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Monday, November 12, 2007


Have we lost all sense of proportion? There is no shortage of visual inspiration out there online. Search flickr with a few favourite keywords or search an emerging site like ffffound and you're presented with a cascade of visuals, neatly sifted and sorted, refined electronically to one's own once-esoteric taste. But while these little 800x600 (max) parcels of pixels offer an accurate, if low resolution, portrayal of people, places and things, conventional media is engaging in a slow process of distortion.

Aspect ratios have been established for over a century, but the arrival of widescreen and digital TV has done away with the default application of standards. Television images are crushed and stretched, faces flattened, cars stretched, every object subjected to a level of catastrophic visual distortion in order to maximise the picture to the available screen size. For most people this is not immediately noticeable (although some find it annoying) and so it is accepted. Slowly but surely, we are losing our ability to discern between 'good' and 'bad' proportions.

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Strange Harvest on In the Night Garden: 'Just as Alison Smithson could see nascent Arts and Crafts and proto-Modernism in Mrs Tigglewinkle's house, or Paolozzi could see the collapse of armature in Mickey's hollow frame, perhaps In the Night Garden reveals nostalgia as the prime subject of contemporary culture.' Parse that. Actually, ITNG plays heavily on the concept of scale and place, just as the Teletubbies did, only now the computer animation is far more seamless. The use of vivid colours and differing scales mean you're never quite sure what is real and what is not, effectively transporting you into a similar state of confusion as your child ('... the last residue of the English Landscape tradition - Capability Brown made over by Shigeru Miyamoto').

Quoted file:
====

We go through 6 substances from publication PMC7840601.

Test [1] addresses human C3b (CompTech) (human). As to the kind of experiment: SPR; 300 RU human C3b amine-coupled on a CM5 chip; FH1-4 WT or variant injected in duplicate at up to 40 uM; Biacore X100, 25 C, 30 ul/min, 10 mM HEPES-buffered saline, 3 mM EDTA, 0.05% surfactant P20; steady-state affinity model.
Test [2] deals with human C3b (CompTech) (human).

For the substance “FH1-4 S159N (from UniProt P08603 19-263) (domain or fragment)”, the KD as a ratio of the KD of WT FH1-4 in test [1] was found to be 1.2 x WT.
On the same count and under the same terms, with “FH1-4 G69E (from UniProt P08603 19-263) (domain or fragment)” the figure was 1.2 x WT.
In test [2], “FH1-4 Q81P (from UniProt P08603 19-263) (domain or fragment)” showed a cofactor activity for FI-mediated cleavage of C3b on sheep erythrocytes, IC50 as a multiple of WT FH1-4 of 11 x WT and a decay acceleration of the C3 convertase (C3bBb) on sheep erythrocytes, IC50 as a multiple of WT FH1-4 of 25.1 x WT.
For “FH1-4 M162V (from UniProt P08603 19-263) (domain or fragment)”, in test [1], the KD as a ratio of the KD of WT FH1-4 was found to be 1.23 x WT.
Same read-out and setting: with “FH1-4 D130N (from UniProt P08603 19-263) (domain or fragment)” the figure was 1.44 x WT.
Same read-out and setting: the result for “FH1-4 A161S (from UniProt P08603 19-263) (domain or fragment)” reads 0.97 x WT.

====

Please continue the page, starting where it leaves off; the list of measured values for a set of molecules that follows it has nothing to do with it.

Jacob notes the show's undeniably melancholic air, starting with the nearly tear inducing theme music, and through to its canny way of combining novelty with nostalgia, with a character-list that includes 'descendants of the entire gene pool of children's TV'. Ultimately, he posits, nostalgia could become our dominant state of mind, an addictive substitute for love that is fueled by new technology.

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Table of Malcontents, a Wired blog / the Trains of Turkey / Ruins in Japan (via) / Learning Space, the Open University's free online resource / design and illustration by Luke Knight / Morf, a magazine for design / the Steve Reich website / the highly stylised (and frequently nsfw) photography of Erwin Olaf / Tip of the Quill, a web journal by Geoffrey Long / panoramas by John Law.

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